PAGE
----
Tag: Occupy Wall Street
J. Bradford deLong writes that there are only two real ways to make money in finance:
find people with risks that need to be carried and match them with people with unused risk-bearing capacity, or find people with such risks and match them with people who are clueless but who have money.
People who are clueless and have their own money to lose are unfortunate. People who are clueless and managing other people’s money, especially that of taxpayers, should be hit by a Russian telescope falling from outer space.
Bloomberg took a recent look at some of the German, Italian and American towns that have lost a great deal of money on interest rates swaps purchased from JP Morgan Chase and other banks and are now having to declare bankruptcy, downsize personnel and cut services. Why did they undertake these deals in the first place? Continue Reading
It’s hard to believe, but it’s been almost a year since the start of the Arab Spring. This tsunami of popular revolt removed, among others, the longest serving modern leader of one of our cornerstone civilizations. Who dares to claim that any country is wholly immune to such an uprising?And it’s still rolling on as Egyptians take to the streets to keep the military from hijacking the people’s revolution. Tunisia looks to be on a firmer footing, while the full outcome of Gaddafi’s ouster in Libya is not yet apparent. The outbursts of popular discontent in Bahrain, Jordan, Yemen, Syria, Saudi Arabia remain unresolved.
Christine Lagarde, the head of the IMF, has a tendency to voice inconvenient truths. (Her recent comments on another topic invited a not-so-subtle suggestion to sit down and shut up.) Here’s her view on the spark that lit the Arab Spring:
“[While] top-line economic numbers—on growth, for example—often looked good, too many people were being left out.”
She also concedes the extent to which the Very Serious People at the IMF, and everywhere else, were caught off-guard:
“[...] we did not fully anticipate the consequences of unequal access to opportunities. Let me be frank: we were not paying enough attention to how the fruits of economic growth were being shared.”
Will leaders of other seemingly invincible countries take this lesson to heart in 2012?
Until then, have a look at the top 10 FA stories from 2011. Happy New Year to you and yours!
10. Notes on global wealth. We learned some interesting things from Credit Suisse’s Global Wealth Report.
9. No time for tax reform. The tax code is “riddled with special preferences”, says one who should know — Tim Geithner, U.S. Treasury Secretary.
8. Black Friday, television and debt. The holiday season is a good time to look at whether television ads caused us to take on more debt. A study from 2009 says that they did.
7. What’s underneath the $470 billion TARP? Be prepared to throw up a little after reading the Government Accountability Office’s annual audit on TARP.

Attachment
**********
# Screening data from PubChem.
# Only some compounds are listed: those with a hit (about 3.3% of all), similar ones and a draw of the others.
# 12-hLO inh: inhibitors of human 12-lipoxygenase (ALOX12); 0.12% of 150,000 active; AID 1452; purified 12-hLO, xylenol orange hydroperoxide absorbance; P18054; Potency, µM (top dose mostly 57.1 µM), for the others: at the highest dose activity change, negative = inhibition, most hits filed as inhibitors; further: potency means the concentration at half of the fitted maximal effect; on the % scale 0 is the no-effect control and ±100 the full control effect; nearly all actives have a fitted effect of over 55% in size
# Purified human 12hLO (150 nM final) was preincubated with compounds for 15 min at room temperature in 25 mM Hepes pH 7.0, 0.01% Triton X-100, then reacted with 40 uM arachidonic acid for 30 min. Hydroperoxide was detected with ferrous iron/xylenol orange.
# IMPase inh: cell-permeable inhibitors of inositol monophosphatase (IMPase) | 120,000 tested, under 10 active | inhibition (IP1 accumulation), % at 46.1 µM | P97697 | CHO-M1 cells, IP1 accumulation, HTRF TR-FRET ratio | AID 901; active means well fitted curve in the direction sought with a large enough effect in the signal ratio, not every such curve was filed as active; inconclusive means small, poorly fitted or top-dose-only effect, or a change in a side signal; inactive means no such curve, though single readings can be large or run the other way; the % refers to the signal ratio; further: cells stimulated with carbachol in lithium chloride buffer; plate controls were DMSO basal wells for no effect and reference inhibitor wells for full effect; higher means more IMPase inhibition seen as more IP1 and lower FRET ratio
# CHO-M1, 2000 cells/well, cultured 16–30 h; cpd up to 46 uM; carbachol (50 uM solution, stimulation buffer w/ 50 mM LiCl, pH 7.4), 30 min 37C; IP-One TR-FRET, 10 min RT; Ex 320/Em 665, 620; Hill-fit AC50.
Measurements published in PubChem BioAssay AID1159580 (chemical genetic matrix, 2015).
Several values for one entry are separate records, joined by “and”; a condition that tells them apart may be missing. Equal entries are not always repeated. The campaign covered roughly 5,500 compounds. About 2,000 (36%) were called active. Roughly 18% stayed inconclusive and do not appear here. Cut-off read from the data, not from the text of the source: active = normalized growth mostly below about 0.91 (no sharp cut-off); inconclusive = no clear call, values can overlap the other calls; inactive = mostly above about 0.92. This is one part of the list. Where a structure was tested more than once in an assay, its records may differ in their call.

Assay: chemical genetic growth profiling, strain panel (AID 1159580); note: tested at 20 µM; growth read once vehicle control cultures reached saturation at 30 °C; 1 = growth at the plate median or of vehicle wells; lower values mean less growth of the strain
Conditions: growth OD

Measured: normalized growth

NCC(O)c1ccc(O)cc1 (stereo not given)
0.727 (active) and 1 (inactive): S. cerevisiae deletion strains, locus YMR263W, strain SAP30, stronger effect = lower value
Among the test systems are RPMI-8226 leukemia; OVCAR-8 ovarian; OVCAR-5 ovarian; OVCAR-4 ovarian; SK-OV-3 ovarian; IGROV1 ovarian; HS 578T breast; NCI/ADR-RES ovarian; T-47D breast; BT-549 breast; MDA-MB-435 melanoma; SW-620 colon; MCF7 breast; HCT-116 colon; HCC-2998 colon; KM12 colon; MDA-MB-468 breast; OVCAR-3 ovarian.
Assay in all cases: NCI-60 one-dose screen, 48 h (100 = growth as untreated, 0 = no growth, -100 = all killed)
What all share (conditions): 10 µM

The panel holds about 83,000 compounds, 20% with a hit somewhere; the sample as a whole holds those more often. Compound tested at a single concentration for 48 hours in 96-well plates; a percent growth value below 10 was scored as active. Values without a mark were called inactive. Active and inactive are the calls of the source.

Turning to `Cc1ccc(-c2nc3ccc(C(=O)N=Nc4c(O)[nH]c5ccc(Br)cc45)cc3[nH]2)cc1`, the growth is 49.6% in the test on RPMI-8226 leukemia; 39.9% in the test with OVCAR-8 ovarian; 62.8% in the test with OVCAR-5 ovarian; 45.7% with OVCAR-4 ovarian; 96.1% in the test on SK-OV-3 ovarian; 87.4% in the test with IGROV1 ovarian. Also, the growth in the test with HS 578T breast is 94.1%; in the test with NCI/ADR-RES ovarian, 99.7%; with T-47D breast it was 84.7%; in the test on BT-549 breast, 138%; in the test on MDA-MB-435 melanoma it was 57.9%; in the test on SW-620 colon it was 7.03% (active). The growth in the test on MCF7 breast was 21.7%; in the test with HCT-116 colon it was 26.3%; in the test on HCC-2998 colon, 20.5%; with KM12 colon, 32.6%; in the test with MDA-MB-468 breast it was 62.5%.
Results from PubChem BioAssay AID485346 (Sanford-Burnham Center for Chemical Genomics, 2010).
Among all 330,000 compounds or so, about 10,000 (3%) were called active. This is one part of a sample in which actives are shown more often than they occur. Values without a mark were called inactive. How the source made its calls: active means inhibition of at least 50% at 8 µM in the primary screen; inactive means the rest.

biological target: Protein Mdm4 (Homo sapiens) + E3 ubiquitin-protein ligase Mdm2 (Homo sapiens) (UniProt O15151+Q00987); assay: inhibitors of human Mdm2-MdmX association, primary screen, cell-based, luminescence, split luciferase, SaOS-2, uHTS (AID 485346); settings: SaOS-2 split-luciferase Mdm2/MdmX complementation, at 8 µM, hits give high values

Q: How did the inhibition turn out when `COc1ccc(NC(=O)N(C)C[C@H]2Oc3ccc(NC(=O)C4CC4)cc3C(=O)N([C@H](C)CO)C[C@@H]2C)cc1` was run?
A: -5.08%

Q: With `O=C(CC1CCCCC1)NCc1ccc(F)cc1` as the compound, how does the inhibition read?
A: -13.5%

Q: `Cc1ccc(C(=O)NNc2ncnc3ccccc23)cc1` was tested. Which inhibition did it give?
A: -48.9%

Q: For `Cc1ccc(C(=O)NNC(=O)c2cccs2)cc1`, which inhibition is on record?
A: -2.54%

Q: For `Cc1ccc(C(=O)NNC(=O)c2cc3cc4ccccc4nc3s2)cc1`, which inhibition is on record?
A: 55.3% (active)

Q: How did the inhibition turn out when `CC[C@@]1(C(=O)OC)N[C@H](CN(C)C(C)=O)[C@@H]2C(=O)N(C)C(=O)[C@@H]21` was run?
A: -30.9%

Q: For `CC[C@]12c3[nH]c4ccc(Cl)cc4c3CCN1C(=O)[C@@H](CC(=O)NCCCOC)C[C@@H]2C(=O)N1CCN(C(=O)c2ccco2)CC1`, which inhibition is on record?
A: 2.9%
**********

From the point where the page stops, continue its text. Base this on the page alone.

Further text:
6. Greek CDS shenanigans. How to avoid calling a spade a spade.
5. What the top 1% doesn’t want you to know. Up until now a lot of the dialogue has been around hurt feelings and hypotheticals. Here’s what’s really revealing.
4. OWS? Here’s who the banks should really be scared of. We should be paying attention to another fast-spreading movement that can do a lot more direct damage to the big banks.
2. AIG chairman says that you just don’t get it. Steve Miller is the chairman of AIG, which received bailouts totaling $69.8 billion in taxpayer money. Which has not been fully repaid. Here’s what Steve said recently.
And our #1 story of the past year was… Continue Reading
THIS, which comes courtesy of Occupy Central. Wouldn’t it be great if we had a uniform for all public servants, up to and including the President, so that we can see who else they they are serving? Maybe this kind of information, served up in a difficult-to-miss manner, can help us to roll back the tide of money that is slowly strangling our democratic process. I don’t believe in Santa Claus, but I can still dream.
Happy Holidays and Happy New Year to you from the Finance Addict. I’m deeply grateful to know that you’re out there. Here’s hoping that we can help make change together in 2012. See you here again on January 1st!
You know that Bloomberg article by Max Abelson, “Bankers Join Billionaires to Debunk ‘Imbecile’ Attack on Top 1%”? A lot of folks have been raging –some politely, some not– about some of the outrageous points of view expressed by these so-called Masters of the Universe. I can’t say that I blame them. In fact, I almost regret the 3 minutes of life that I wasted by reading what these Marie Antoinette-types had to say. It basically came down to “haters gonna hate”.
But I’m glad that I did, because there’s some very important information hidden among all the maddening but pointless talk of “job creators” and getting high-fives from other richies at the country club over egg-white omelets.